ACS Synthetic Biology is a monthly peer-reviewed journal dedicated to research in synthetic biology and biological systems. Led by Editor-in-Chief Christopher A. Voigt of the Massachusetts Institute of Technology, the journal publishes high-quality research that demonstrate integrative, molecular approaches enabling better understanding of the organization and function of cells, tissues, and organisms in systems.
Michigan State University scientists have engineered "molecular Velcro" into to cyanobacteria, boosting this microalgae's biofuel viability as well as its potential for other research.
Recent work by Los Alamos National Laboratory experimental and theoretical biologists describes a new method of controlling gene expression. The key is a tunable switch made from a small non-coding RNA molecule that could ...
Researchers at the University of California, Berkeley, have developed an easy way to put bacteria under a molecular lock and key in order to contain its accidental spread. The method involves a series of genetic mutations ...
For centuries, humans have been playing with yeast. But these simple fungal cells usually do their jobs—making bread rise or converting sugar into alcohol—without having to communicate or work together.
Scientists from the University of Southampton have reengineered the fundamental process of photosynthesis to power useful chemical reactions that could be used to produce biofuels, pharmaceuticals and fine chemicals.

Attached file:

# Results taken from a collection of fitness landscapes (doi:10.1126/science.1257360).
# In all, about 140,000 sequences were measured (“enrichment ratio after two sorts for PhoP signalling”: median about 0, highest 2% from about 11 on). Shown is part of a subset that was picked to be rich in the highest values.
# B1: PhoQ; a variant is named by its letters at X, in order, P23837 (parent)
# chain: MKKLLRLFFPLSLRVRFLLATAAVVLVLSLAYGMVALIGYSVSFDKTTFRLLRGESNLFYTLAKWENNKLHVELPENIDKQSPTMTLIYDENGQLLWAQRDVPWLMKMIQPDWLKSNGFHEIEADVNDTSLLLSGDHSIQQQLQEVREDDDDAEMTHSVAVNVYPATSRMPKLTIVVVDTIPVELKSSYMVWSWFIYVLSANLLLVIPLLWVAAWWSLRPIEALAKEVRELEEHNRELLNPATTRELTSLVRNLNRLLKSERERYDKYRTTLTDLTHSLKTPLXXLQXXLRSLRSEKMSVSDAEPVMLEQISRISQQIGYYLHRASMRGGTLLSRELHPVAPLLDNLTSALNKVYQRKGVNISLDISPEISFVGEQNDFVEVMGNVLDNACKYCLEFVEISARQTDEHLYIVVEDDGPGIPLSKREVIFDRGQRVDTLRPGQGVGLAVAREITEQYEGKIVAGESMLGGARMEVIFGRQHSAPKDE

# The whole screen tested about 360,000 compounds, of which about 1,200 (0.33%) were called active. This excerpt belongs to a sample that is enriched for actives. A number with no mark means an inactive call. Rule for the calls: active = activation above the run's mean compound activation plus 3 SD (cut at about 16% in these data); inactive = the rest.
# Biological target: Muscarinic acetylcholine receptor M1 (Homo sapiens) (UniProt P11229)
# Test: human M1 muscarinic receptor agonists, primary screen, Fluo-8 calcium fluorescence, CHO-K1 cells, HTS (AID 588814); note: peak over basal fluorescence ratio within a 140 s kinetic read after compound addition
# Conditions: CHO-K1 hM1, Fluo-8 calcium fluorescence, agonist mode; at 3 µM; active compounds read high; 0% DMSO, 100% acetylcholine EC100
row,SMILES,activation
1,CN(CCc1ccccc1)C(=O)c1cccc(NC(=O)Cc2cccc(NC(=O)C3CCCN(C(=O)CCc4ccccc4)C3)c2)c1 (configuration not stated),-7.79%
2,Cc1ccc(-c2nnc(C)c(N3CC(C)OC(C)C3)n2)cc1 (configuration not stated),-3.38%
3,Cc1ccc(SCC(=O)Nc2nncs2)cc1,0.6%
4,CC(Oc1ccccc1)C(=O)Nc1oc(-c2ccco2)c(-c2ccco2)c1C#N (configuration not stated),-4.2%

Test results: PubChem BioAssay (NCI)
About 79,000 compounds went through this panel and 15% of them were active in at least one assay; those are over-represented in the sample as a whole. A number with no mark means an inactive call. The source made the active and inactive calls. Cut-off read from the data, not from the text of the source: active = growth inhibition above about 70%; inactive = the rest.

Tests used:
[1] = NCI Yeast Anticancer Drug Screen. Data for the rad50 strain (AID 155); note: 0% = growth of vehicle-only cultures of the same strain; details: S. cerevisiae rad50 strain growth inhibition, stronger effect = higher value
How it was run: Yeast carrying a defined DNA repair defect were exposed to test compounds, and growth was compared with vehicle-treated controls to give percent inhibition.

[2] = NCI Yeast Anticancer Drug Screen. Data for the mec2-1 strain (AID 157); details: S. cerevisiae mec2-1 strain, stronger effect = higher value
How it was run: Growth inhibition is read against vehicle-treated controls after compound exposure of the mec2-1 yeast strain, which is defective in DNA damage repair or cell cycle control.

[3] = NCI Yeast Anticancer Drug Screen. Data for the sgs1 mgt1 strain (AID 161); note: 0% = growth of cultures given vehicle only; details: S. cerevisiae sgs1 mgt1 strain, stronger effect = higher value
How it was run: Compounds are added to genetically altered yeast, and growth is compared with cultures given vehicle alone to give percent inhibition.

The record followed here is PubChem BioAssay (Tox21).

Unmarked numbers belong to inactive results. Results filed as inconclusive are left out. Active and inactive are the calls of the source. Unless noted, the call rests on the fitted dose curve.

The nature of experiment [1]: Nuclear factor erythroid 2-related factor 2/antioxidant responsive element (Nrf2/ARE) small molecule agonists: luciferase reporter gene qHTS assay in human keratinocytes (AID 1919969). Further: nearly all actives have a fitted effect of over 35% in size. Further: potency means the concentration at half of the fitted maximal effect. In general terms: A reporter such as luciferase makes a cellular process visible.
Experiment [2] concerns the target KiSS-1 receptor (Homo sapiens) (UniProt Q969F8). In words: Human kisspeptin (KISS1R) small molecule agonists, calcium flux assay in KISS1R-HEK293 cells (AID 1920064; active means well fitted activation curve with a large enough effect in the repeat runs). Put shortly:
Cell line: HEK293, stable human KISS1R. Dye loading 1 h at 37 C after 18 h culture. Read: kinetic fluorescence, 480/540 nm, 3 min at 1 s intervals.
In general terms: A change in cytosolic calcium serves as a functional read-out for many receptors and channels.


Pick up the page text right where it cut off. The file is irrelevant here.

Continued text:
Often described as the blueprint of life, DNA contains the instructions for making every living thing from a human to a house fly.
CRISPR-Cas9 tool expedites production of biofuel precursors and specialty polymers in living systems
A team led by a researcher at the University of California, Riverside has adapted the CRISPR-Cas9 gene editing system for use in a yeast strain that can produce useful lipids and polymers.
The ability to control the transfer of molecules through cellular membranes is an important function in synthetic biology; a new study from researchers at Harvard's Wyss Institute for Biologically Inspired Engineering and ...
Photosynthetic bacteria that have lived on Earth for 2.7 billion years are the source of a new and valuable biological regulatory tool being developed by Rice University bioengineers.
Rice University bioengineers have developed a tool to standardize data obtained through flow cytometry, one of the most widely used instruments to analyze living cells.